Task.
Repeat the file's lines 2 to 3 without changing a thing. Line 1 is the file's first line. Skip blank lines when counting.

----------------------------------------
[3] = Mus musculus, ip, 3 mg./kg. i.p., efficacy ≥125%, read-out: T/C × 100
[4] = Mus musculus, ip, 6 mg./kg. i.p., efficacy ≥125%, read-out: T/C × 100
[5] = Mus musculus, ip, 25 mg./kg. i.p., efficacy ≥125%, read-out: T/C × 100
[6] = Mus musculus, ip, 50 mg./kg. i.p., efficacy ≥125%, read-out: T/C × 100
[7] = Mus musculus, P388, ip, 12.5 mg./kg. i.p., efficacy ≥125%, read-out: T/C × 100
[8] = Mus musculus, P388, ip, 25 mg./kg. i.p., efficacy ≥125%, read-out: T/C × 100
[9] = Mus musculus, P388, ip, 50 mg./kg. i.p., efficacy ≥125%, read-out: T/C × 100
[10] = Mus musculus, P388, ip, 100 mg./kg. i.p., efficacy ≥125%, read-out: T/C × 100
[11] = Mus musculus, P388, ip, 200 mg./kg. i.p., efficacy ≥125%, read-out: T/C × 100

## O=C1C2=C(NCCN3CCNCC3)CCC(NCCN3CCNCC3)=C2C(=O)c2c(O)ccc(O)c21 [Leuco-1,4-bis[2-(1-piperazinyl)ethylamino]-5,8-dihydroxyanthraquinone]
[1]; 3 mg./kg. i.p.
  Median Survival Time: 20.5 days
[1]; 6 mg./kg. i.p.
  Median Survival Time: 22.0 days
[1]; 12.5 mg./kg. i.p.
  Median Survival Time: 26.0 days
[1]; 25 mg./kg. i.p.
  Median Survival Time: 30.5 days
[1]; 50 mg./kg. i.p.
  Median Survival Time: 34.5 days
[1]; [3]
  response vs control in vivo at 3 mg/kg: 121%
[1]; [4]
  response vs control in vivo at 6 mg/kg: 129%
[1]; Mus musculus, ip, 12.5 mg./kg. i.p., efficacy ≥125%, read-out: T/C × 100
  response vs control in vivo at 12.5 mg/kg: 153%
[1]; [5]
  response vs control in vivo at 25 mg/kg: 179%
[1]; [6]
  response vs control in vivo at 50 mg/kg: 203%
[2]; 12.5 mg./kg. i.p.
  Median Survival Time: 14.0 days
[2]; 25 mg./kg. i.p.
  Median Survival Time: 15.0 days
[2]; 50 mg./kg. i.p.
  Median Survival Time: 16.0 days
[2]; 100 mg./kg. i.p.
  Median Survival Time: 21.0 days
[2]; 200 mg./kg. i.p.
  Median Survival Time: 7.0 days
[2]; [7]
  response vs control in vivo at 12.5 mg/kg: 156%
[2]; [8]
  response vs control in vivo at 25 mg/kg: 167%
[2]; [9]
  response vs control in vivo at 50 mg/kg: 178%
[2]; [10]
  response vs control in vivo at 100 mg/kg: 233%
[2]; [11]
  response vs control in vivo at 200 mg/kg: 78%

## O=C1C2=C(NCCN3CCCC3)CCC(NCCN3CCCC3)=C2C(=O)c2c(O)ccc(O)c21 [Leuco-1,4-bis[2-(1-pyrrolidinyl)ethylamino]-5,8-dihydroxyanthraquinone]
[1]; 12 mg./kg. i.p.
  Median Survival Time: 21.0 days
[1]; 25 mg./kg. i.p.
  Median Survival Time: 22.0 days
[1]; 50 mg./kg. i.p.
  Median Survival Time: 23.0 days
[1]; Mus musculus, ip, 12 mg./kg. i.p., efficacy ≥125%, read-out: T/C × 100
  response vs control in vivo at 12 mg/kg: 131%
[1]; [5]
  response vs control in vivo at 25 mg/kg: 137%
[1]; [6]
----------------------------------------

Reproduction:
[4] = Mus musculus, ip, 6 mg./kg. i.p., efficacy ≥125%, read-out: T/C × 100
[5] = Mus musculus, ip, 25 mg./kg. i.p., efficacy ≥125%, read-out: T/C × 100